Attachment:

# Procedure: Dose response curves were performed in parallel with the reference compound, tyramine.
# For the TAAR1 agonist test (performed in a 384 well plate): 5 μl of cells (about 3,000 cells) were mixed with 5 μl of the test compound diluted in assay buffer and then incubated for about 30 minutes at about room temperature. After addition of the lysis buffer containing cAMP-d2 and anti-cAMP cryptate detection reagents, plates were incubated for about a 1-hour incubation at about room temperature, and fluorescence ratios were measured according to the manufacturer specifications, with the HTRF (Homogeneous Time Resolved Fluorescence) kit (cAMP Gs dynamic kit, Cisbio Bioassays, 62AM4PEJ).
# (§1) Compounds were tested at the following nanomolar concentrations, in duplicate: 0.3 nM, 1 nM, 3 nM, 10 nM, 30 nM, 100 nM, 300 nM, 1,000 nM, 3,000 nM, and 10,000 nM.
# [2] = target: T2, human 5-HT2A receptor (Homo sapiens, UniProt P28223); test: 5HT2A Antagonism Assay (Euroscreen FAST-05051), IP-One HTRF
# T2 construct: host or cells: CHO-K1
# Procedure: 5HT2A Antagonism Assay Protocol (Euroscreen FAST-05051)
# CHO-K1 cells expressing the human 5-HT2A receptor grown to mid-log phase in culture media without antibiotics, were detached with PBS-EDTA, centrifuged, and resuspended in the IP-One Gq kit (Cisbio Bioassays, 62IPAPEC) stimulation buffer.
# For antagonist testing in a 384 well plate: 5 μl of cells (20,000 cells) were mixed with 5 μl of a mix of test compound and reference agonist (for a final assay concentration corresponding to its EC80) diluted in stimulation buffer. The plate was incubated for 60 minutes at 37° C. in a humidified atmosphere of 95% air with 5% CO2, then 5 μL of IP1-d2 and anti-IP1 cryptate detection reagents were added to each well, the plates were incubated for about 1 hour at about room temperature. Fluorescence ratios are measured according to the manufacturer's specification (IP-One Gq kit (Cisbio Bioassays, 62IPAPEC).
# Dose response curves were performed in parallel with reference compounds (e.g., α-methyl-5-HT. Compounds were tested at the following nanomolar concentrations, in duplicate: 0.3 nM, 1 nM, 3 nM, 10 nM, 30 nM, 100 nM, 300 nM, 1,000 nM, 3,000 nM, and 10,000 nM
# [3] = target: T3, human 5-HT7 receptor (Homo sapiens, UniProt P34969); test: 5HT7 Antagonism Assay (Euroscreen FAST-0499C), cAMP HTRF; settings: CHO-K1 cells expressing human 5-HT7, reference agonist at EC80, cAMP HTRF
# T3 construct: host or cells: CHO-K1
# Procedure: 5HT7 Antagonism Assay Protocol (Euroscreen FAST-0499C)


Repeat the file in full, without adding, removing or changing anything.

# Procedure: Dose response curves were performed in parallel with the reference compound, tyramine.
# For the TAAR1 agonist test (performed in a 384 well plate): 5 μl of cells (about 3,000 cells) were mixed with 5 μl of the test compound diluted in assay buffer and then incubated for about 30 minutes at about room temperature. After addition of the lysis buffer containing cAMP-d2 and anti-cAMP cryptate detection reagents, plates were incubated for about a 1-hour incubation at about room temperature, and fluorescence ratios were measured according to the manufacturer specifications, with the HTRF (Homogeneous Time Resolved Fluorescence) kit (cAMP Gs dynamic kit, Cisbio Bioassays, 62AM4PEJ).
# (§1) Compounds were tested at the following nanomolar concentrations, in duplicate: 0.3 nM, 1 nM, 3 nM, 10 nM, 30 nM, 100 nM, 300 nM, 1,000 nM, 3,000 nM, and 10,000 nM.
# [2] = target: T2, human 5-HT2A receptor (Homo sapiens, UniProt P28223); test: 5HT2A Antagonism Assay (Euroscreen FAST-05051), IP-One HTRF
# T2 construct: host or cells: CHO-K1
# Procedure: 5HT2A Antagonism Assay Protocol (Euroscreen FAST-05051)
# CHO-K1 cells expressing the human 5-HT2A receptor grown to mid-log phase in culture media without antibiotics, were detached with PBS-EDTA, centrifuged, and resuspended in the IP-One Gq kit (Cisbio Bioassays, 62IPAPEC) stimulation buffer.
# For antagonist testing in a 384 well plate: 5 μl of cells (20,000 cells) were mixed with 5 μl of a mix of test compound and reference agonist (for a final assay concentration corresponding to its EC80) diluted in stimulation buffer. The plate was incubated for 60 minutes at 37° C. in a humidified atmosphere of 95% air with 5% CO2, then 5 μL of IP1-d2 and anti-IP1 cryptate detection reagents were added to each well, the plates were incubated for about 1 hour at about room temperature. Fluorescence ratios are measured according to the manufacturer's specification (IP-One Gq kit (Cisbio Bioassays, 62IPAPEC).
# Dose response curves were performed in parallel with reference compounds (e.g., α-methyl-5-HT. Compounds were tested at the following nanomolar concentrations, in duplicate: 0.3 nM, 1 nM, 3 nM, 10 nM, 30 nM, 100 nM, 300 nM, 1,000 nM, 3,000 nM, and 10,000 nM
# [3] = target: T3, human 5-HT7 receptor (Homo sapiens, UniProt P34969); test: 5HT7 Antagonism Assay (Euroscreen FAST-0499C), cAMP HTRF; settings: CHO-K1 cells expressing human 5-HT7, reference agonist at EC80, cAMP HTRF
# T3 construct: host or cells: CHO-K1
# Procedure: 5HT7 Antagonism Assay Protocol (Euroscreen FAST-0499C)